Lay of the Land
The southern tip of the North Island is one of New Zealand’s most scenic regions. The country’s capital of Wellington, looking out onto Cook’s Straight, is famously iffy with weather – it’s similar to Seattle, with lots of blistery, rainy days, but when it’s sunny, the bustling, cultural town is a great place to be. Farther east, the Wairarapa area is scenic, with farms and large plains that run down to the beautiful coastline with wind-swept beaches (the ocean is wild here, so it’s not ideal for swimming). The wine region of Martinborough is tucked near the shores of Lake Wairarapa, about a one-hour drive from Wellington. Farther south, right on Palliser Bay, lies Wharekauhau, one of New Zealand’s top lodges, which is surrounded by a working sheep and cattle farm and has glorious views.
Indagare Tip: Driving from Wellington to Wharekauhau is incredibly scenic – it takes you straight through some of the Wairarapa’s most beautiful countryside. But near Pakuratahi Forest, there’s an eight-mile stretch of hairpin turns. It doesn’t sound long, but the road is narrow and rises up a mountain before descending back toward the valley, and this can be tiring. If you’re not comfortable driving on the left side of the road in the first place, it’s best to organize a transfer (car or helicopter) to arrive at Wharekauhau.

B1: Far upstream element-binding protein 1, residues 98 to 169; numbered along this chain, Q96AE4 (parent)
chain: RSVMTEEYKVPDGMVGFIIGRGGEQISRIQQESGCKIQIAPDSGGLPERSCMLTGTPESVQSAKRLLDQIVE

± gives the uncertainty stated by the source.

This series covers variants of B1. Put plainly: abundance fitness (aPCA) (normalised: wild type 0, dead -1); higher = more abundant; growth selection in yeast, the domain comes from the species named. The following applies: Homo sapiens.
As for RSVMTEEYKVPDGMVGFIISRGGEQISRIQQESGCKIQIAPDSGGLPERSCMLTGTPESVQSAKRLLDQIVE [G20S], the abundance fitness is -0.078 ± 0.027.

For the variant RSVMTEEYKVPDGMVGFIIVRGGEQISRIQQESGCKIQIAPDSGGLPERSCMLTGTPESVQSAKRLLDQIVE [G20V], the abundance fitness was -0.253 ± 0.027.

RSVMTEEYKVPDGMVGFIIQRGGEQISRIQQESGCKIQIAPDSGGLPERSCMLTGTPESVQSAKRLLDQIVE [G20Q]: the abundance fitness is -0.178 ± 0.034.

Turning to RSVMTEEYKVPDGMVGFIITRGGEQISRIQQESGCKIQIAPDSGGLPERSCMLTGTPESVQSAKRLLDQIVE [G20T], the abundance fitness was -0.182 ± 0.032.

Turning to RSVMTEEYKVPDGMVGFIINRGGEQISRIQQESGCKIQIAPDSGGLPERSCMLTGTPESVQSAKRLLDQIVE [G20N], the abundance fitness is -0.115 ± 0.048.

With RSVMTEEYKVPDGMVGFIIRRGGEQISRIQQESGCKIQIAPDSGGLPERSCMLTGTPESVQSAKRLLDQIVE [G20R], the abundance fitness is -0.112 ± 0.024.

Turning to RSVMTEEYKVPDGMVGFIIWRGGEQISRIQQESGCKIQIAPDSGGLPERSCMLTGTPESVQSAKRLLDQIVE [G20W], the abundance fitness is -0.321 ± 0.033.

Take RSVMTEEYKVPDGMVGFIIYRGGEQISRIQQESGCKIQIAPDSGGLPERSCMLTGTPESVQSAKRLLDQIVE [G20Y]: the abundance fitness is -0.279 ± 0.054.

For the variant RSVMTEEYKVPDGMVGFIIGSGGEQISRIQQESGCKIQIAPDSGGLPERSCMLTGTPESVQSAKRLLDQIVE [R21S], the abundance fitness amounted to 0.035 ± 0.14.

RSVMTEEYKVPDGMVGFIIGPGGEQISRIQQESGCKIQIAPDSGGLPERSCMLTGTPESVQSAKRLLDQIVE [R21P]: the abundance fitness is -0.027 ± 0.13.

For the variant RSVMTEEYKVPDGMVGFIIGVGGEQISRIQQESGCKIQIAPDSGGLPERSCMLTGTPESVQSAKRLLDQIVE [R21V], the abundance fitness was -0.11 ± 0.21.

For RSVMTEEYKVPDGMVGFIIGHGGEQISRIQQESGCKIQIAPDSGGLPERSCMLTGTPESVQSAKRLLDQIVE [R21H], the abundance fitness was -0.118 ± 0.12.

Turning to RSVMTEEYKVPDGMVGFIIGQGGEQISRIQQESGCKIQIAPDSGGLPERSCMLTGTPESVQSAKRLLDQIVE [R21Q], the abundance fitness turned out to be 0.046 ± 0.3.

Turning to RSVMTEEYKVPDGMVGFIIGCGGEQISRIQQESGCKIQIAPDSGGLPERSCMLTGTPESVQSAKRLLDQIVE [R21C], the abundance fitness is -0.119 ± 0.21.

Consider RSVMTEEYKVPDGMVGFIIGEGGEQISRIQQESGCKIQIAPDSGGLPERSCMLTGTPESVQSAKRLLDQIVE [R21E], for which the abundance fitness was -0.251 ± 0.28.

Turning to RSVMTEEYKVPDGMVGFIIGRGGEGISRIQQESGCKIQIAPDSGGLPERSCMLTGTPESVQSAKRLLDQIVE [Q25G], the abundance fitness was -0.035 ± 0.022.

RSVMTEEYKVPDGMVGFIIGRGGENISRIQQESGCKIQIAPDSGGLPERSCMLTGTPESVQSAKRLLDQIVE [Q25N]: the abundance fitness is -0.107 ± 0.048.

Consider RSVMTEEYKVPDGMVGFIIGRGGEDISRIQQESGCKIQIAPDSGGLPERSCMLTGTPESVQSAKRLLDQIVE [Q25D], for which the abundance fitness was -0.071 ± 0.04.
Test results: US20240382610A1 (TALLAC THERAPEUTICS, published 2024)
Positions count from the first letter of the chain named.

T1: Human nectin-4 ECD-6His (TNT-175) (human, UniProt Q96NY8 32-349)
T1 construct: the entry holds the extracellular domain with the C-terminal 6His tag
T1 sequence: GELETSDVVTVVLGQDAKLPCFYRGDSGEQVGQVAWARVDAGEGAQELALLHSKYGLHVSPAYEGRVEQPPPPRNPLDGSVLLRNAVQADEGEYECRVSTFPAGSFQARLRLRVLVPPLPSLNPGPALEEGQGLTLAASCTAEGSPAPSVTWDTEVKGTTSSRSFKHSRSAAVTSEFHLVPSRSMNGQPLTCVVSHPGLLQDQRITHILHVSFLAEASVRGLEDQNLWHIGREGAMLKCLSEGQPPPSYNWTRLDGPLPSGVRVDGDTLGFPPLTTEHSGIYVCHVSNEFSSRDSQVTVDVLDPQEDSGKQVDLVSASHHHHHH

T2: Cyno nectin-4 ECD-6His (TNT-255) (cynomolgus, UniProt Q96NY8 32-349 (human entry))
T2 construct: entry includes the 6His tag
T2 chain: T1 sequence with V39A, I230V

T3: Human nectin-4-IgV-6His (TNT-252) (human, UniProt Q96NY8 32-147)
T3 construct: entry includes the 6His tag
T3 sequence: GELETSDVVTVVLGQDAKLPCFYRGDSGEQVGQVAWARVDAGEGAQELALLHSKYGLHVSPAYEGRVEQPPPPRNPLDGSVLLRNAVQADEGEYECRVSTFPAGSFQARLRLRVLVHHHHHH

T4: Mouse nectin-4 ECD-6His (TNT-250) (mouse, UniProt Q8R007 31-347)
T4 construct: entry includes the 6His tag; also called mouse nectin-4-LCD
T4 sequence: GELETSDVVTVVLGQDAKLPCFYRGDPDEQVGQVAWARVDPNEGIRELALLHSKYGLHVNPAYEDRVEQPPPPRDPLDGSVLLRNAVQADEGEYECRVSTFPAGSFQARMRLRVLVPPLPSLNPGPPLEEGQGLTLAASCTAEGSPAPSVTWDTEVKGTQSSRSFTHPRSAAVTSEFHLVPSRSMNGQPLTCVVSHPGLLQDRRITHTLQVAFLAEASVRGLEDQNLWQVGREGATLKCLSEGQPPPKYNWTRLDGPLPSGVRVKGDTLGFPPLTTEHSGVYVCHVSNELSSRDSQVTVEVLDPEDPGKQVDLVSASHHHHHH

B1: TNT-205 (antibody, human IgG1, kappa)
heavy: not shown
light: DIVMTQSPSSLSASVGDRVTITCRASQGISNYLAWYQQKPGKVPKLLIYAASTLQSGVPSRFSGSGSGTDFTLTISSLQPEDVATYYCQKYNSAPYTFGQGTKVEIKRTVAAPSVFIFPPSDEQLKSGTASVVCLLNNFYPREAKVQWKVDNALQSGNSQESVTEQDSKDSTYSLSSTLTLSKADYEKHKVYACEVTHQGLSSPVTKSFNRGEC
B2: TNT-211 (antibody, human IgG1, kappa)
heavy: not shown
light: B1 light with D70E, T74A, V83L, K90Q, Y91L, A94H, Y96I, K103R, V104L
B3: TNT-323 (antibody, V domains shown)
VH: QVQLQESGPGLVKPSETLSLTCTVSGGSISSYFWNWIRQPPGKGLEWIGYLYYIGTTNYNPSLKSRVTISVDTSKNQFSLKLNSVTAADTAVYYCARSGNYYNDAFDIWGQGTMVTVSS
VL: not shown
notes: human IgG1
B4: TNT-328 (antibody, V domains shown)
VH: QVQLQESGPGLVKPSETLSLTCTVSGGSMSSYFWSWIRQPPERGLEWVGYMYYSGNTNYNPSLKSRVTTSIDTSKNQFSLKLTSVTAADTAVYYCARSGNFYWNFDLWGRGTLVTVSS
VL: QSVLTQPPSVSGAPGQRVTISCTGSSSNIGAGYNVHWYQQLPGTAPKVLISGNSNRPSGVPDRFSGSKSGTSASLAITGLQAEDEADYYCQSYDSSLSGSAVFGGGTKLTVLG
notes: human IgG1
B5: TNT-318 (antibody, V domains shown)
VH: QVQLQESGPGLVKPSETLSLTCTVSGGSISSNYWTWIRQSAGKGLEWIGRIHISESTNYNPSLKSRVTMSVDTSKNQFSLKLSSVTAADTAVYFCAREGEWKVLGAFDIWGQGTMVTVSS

Wellington has a small airport with daily flights from several New Zealand towns, including Nelson, Auckland and Queenstown. From South Island, some also choose to take the 3.5-hour ferry from Picton, which is a scenic way to arrive on calm days but an unpleasant way of getting there when the sea is rough.